Parents of youngsters are trying to have compassion for their children’s restlessness and frustration while simultaneously struggling to calm their own stress and strain. It’s a difficult road to hoe no matter how you look at it. Find what gives you even small periods of relief. Some helpful advice going around for parents trying to find small periods of relief includes:

  • Don’t stress out over “unbalanced” meals, yours or the kids’. This might even be a good time to include them in the meal planning and food prep. (Rolling meatballs can be fun!)
  • Children are as apt to benefit from meditation/mindfulness as adults. A good place to start is at bedtime with Peace Out, guided meditation for kids on YouTube, whose episodes take one through the various mindfulness techniques including visualization, breathing exercises, and body awareness, and then relate a short bedtime story.
  • Teach your kids how to play on their own. Start by playing with them, whatever they choose, for 10 minutes (use a timer), and then they can play whatever they choose on their own for the next 10 minutes with you present (and making encouraging, complimentary comments). The next 10 minutes is on their own while you do a chore and return. Gradually extend the “on their own” time.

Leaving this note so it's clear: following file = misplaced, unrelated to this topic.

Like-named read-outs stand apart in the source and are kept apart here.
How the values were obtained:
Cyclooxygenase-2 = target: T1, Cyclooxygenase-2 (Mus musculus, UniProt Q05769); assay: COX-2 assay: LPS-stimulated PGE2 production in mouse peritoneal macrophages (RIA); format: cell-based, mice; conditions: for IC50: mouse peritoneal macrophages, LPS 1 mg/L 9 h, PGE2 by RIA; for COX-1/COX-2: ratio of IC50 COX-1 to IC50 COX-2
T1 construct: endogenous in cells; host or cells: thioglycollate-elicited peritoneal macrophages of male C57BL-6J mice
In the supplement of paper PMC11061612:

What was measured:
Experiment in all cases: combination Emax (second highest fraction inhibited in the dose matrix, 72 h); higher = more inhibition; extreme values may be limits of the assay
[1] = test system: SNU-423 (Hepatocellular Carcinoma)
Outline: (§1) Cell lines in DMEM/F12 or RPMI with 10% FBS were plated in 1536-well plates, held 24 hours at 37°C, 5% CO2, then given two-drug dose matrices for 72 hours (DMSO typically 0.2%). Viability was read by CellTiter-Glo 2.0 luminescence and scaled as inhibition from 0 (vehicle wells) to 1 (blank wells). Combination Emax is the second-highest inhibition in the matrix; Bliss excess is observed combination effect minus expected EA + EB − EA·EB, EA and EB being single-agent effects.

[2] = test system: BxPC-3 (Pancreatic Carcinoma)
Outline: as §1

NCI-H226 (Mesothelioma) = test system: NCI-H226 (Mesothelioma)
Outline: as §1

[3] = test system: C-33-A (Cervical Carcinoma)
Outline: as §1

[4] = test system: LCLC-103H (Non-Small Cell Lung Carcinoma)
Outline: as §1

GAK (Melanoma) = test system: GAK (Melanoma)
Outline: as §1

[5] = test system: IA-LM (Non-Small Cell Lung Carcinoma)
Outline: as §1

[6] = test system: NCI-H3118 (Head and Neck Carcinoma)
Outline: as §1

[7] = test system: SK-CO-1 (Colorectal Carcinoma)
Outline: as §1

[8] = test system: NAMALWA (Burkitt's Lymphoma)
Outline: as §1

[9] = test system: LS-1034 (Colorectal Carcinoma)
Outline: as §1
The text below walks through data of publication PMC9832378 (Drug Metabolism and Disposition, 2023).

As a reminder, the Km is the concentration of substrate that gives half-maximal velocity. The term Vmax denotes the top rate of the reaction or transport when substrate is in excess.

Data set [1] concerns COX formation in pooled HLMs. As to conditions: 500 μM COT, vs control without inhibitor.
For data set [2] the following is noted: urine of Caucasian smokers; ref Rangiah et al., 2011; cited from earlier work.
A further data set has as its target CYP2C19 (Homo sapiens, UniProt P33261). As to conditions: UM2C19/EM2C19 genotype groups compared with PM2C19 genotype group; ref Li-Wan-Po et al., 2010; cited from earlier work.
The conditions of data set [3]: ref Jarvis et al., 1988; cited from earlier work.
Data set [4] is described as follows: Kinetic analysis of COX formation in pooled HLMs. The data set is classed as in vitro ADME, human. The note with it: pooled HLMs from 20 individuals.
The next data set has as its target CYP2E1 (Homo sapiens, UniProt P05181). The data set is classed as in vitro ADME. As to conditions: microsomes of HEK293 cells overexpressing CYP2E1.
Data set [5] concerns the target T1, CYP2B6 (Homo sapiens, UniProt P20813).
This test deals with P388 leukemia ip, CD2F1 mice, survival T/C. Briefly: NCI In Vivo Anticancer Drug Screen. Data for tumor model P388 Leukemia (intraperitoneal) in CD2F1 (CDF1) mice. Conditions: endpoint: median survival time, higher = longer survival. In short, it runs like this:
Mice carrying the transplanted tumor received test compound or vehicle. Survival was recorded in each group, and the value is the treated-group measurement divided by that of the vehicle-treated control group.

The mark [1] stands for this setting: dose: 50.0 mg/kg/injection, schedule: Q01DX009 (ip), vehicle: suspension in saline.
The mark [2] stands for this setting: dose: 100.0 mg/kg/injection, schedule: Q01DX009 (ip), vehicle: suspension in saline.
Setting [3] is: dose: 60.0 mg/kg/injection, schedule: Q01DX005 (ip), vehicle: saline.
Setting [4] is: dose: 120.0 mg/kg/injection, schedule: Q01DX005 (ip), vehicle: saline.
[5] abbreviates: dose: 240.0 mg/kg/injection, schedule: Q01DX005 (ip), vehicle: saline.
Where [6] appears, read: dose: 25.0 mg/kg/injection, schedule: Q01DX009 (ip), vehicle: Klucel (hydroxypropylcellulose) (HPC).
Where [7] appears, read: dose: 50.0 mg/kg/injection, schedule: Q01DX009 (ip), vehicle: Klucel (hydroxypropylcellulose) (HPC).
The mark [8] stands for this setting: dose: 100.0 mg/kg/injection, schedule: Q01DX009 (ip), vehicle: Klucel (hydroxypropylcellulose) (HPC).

The New York Times devoted a special section “Pandemic Parenting,” providing good advice and resources. Parent magazines and many other online sources list activities specific to age and interest.

We’ve culled the information below from several of these to list some things the family can do together and others just the kids:

Daniel Tiger’s Grr-ific Feelings App – Download Here

  • A PBS-created app that helps kids identify and explore feelings and emotions through games, songs, and art activities alongside Mr. Rogers’ own Daniel the Tiger. Ages 2-5.

At Home with the Metropolitan Museum of Art – www.metmuseum.org

  • Storytime: Recommended for families with children ages 18 months – 6 years, this 10-minute weekly program is every Thursday at noon. Join them to “look, listen, and have fun with picture books. “
  • Saturday Sketching: Recommended for ages 11 -18, Saturday afternoons.

Wave Hill – www.wavehill.org

  • Depth in Distance: The Family Art Project — Storytelling and art projects. Saturday Mornings at 10.

Symphony Space – www.tdf.org

  • Just Kidding — This weekly program now includes Family Friday.